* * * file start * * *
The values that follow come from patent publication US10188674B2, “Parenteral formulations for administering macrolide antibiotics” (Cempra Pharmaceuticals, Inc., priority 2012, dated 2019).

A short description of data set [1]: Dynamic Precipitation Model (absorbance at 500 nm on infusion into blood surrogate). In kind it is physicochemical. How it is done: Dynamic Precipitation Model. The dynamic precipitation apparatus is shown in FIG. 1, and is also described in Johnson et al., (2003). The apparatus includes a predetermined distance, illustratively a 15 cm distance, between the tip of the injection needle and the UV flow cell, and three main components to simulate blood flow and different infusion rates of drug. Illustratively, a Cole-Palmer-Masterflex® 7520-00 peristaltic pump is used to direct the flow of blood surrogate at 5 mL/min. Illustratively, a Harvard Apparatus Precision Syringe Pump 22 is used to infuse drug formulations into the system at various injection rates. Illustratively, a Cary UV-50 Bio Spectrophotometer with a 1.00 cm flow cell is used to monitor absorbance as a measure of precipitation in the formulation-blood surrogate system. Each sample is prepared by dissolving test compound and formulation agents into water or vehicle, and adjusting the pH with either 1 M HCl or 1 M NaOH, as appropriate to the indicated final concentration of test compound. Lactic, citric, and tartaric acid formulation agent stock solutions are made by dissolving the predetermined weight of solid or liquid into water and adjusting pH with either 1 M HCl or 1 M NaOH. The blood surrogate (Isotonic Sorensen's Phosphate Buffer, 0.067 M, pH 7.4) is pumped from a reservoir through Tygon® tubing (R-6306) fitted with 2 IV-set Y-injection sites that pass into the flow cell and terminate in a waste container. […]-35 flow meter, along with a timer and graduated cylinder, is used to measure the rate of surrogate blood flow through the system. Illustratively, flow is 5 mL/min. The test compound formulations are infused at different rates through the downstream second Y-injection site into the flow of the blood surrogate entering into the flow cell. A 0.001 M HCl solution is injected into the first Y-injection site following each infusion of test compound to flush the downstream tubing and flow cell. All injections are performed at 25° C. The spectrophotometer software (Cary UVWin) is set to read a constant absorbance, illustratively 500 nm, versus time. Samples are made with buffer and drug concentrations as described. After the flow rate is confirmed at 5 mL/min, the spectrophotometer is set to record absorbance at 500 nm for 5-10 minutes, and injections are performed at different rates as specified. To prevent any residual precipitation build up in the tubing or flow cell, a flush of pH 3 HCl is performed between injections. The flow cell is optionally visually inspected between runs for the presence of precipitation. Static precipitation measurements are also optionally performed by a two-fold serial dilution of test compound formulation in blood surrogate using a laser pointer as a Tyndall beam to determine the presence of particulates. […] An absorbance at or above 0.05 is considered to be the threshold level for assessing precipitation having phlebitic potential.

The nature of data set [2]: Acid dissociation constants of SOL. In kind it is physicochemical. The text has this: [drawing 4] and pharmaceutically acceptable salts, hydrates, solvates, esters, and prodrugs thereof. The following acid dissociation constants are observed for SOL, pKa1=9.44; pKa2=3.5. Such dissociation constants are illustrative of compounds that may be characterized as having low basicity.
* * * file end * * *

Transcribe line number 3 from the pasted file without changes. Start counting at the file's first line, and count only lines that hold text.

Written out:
The nature of data set [2]: Acid dissociation constants of SOL. In kind it is physicochemical. The text has this: [drawing 4] and pharmaceutically acceptable salts, hydrates, solvates, esters, and prodrugs thereof. The following acid dissociation constants are observed for SOL, pKa1=9.44; pKa2=3.5. Such dissociation constants are illustrative of compounds that may be characterized as having low basicity.